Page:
Everything about this album was European till now. There were some glimpses of Punjabi in ‘Nashe Si Chadh Gayi’, but that too was overshowed by internationally-appealing club beats. But now, we get a full-too, completely Punjabi song. The song does appear as an incongruity in the otherwise European-themed album, but if I were to judge it as a fun song, it stands proudly in its place. The composers try their best to give it a tune that will attract listeners even after the Western-ness of the previous tracks. And, Indians since we are, the song surely does appeal! The Punjabi-flavoured composition really gives the song a very fun theme and something that can be easily danced on. The song has this sinister sound, unlike the light sound of most Punjabi dance songs. The line “Ishq Di bungee baandh le yaaaaar…” is just so catchy, that you will find yourself singing it all day if you hear the song enough. The hookline too, is fun and enjoyable. The antara is nice and relieving from the loudness of the mukhda. The backing vocalists singing the “Ik jindadi na Kar haanji-hunji” line really surprised me and I found that part really funny, in a good way! The overall tune of the song smelled strongly of Vishal-Shekhar’s own ‘Dil Dance Maare’ (Tashan), but I didn’t find this as irritating as that one. 😛 The arrangements are just as required — loud and quirky. The brass band really squeezes its own life out by overworking itself. The tumbi tune at the beginning is so catchy, as are the horns. The dhols really sound great on earphones. The arrangements might seem like a mishmash at first listen, but in earphones they sound very clear, so do try that experience. Vocals are where the song falters a bit, with Gippy singing in a painfully high-pitched voice. However, you get accustomed to that too, thanks to the other wonderful elements of the song. Also, Harshdeep Kaur is there as the female vocalist, so what can go wrong! She sings her parts very efficiently, and for some reason, reminded me of Shreya Ghoshal’s voice! I don’t know why! 😛 Vishal Dadlani, Kunal Ganjawala and Ankur Tewari in the backing vocalists do an awesome job and provide nice entertainment just when the song seems to be dipping downwards. Jaideep’s lyrics here are quite situational, but that use of the ‘Bungee’ as a metaphor for love is hilarious!!! 😀 Enjoyable! Seems like a black sheep, but is actually a fun respite from the heavy romance in the previous song! I enjoyed it! #5StarHotelSong!!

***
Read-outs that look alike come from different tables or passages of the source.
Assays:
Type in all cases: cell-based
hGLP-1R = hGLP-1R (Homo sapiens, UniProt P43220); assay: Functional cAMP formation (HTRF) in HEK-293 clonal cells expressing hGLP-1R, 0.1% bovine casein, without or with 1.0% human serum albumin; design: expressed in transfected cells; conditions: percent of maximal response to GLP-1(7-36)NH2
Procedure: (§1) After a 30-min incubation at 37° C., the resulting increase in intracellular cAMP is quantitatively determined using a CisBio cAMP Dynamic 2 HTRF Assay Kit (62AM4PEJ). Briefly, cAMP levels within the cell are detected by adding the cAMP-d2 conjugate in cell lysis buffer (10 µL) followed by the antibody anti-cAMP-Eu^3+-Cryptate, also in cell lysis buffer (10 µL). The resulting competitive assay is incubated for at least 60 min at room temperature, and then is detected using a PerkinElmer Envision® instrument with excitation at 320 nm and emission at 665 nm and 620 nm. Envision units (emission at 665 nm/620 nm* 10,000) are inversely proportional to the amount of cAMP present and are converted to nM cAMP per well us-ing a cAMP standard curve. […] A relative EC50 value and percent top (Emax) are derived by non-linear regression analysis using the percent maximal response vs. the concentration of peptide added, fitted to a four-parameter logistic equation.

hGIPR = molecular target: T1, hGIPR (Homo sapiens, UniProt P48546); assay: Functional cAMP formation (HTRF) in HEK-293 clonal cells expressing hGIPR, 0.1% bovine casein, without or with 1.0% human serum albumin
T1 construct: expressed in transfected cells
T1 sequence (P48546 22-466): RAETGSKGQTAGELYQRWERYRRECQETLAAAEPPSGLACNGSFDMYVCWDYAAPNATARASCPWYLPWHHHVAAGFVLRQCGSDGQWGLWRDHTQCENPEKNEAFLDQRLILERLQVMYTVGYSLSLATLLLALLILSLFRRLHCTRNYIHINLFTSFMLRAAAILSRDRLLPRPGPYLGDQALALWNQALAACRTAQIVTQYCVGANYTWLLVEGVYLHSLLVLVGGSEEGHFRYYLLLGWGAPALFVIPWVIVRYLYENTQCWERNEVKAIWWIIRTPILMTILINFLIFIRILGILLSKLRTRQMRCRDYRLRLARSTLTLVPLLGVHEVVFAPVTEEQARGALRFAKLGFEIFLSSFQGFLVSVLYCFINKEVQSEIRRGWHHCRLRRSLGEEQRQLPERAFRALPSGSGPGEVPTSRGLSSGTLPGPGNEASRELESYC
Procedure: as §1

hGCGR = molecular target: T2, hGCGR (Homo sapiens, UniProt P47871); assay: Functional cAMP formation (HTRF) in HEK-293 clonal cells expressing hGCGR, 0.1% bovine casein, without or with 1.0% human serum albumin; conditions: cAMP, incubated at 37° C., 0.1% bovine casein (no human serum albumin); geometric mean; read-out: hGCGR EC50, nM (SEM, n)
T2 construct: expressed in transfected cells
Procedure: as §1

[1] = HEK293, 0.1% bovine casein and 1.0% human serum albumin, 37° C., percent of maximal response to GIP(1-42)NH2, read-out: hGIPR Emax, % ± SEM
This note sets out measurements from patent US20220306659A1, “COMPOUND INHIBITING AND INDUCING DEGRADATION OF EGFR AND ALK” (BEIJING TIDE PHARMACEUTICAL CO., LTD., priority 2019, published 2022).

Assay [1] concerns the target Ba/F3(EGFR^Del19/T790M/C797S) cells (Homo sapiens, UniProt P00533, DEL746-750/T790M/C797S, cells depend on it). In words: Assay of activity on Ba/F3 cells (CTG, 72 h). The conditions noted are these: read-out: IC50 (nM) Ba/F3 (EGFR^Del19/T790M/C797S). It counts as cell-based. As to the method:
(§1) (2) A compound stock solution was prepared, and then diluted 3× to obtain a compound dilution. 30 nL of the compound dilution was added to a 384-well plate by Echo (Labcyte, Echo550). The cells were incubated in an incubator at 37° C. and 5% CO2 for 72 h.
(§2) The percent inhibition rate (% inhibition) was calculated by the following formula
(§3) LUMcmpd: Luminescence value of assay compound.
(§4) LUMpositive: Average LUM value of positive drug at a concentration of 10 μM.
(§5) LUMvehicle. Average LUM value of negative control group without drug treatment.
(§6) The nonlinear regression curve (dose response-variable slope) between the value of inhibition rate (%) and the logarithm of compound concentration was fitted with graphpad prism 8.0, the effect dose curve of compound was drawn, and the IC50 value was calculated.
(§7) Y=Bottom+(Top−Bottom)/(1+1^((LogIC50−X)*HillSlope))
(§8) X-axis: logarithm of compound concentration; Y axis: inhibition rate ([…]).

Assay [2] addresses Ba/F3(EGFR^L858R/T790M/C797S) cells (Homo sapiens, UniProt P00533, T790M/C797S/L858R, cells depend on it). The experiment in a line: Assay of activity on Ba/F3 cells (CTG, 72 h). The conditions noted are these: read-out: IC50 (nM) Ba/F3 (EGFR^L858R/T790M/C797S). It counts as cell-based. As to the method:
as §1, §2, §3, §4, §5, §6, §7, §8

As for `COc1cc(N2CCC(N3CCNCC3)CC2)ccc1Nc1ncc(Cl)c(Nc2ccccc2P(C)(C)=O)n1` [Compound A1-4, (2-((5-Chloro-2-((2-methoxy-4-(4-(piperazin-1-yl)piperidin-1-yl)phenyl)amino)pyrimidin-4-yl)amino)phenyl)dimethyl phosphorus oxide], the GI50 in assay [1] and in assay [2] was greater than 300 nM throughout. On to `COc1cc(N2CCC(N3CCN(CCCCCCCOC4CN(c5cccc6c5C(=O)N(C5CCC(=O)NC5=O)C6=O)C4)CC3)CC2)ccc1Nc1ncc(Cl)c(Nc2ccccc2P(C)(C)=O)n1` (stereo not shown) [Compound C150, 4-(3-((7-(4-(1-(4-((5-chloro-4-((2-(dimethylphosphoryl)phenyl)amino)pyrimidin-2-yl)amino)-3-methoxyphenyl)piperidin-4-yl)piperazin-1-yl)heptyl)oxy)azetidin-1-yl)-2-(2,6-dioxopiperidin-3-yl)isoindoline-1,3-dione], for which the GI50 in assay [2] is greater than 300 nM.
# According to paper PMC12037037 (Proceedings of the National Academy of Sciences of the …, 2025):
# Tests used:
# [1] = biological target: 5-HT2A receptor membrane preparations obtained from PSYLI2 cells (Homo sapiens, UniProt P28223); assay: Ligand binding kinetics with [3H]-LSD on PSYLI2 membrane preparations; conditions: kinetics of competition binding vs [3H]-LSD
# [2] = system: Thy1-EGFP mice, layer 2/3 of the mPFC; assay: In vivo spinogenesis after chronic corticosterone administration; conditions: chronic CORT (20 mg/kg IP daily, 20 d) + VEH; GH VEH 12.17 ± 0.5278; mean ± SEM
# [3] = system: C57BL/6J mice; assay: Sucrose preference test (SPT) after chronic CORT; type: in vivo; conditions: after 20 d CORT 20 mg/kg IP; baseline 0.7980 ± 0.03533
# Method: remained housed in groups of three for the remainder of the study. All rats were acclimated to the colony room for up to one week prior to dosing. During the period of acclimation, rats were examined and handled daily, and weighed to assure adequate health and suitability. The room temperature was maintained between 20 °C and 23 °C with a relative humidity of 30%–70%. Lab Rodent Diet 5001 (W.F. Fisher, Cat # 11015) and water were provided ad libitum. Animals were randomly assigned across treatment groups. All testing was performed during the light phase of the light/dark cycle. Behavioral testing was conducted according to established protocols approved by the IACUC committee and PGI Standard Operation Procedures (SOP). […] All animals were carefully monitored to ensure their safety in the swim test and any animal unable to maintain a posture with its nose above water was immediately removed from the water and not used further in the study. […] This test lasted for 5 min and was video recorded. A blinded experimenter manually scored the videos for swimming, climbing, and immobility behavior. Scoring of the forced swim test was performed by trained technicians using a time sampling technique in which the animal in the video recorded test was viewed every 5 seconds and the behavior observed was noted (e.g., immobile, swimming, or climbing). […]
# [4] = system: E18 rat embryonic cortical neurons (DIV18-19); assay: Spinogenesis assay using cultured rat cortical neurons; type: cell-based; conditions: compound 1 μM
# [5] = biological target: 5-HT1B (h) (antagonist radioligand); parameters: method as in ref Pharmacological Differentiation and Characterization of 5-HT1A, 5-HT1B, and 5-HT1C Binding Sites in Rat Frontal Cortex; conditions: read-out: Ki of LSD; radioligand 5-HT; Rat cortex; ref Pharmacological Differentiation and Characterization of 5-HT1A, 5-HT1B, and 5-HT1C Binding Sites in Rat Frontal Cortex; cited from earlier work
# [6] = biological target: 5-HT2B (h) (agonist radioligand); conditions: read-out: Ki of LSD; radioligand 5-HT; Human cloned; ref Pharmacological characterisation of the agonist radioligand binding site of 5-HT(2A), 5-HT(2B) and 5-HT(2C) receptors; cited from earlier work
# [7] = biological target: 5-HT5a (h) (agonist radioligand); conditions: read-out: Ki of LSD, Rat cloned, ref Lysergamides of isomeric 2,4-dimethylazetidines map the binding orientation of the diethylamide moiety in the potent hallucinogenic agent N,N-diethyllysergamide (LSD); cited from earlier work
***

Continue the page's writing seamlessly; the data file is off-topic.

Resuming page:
7. Love Is A Dare

(Instrumental), Vocals ~ Rachel Varghese & Sophie Choudry

The album ends on a pact note, with an instrumental track, which is essentially a mélange of all the upbeat tracks we heard in the album. The track starts on a hard-hitting note, with rock guitars starting it off and the “kaale-oh” chipmunk sound from ‘Nashe Si Chadh Gayi’ accompanying it. Later on, it turns into a very thrilling instrumental rock version of the song, which sounds just as infectious as the original song itself. The techno sounds having been used quite generously, the instrumental version really does sound great. After that, not so seamlessly, the song switches to the title song, and this time, Sophie’s French vocals are audible clearly. Against the backdrop of wonderful Spanish guitars, Sophie’s French part from the title track makes for a good variation from the hard rock sound of the initial song. A nice tap-dance music follows, with the tune of the title track played on Spanish guitars, violins gracefully accompanying. And then we switch to the next track, with Rachel Varghese reprising the “wave it up up pom” from ‘You and Me’ for a very short time period, before the song switches yet again to ‘Je T’aime’, the only lilting and lulling piece in the whole instrumental track. Wonderful violins play the main melody of the song, while trumpets wonderfully complement it. Before you know it, the instrumental, which was almost as long as a complete song in itself, is over! Though the medley as such wasn’t very fluid, it was a pleasure to hear all the great songs from the album again. A good finale to the album! #5StarHotelSong!!


Befikre is easily Vishal-Shekhar’s best album this year. Seven tracks full of variety make for a nice repeat-listen album. The last time we had such a good, wholesome commercial album was not too long ago, in ‘Ae Dil Hai Mushkil’. With two dreamy romantic ballads, four fun and enjoyable songs and one instrumental, the album has a lot to offer, and succeeds in its intention. The carefree attitude of the main characters is reflected well in the album, and it is nice to see an album that both sticks to the film’s requirements as well as caters to the audiences. Vishal-Shekhar close their account for 2016 with a winner — a carefree mix of experimental tracks that offers songs according to Bollywood’s music sensibilities, but with an European twist!

 

Final Rating for this Album: सा < रे < ग < म < प < ध < नी < सां

Note: The letter which is underlines is the final rating.

Recommended Listening Order: Labon Ka Karobaar > Je T’aime > Whatever order suits you! 😀

 

Which is your favourite song from Befikre? Please vote for it below! Thanks! 🙂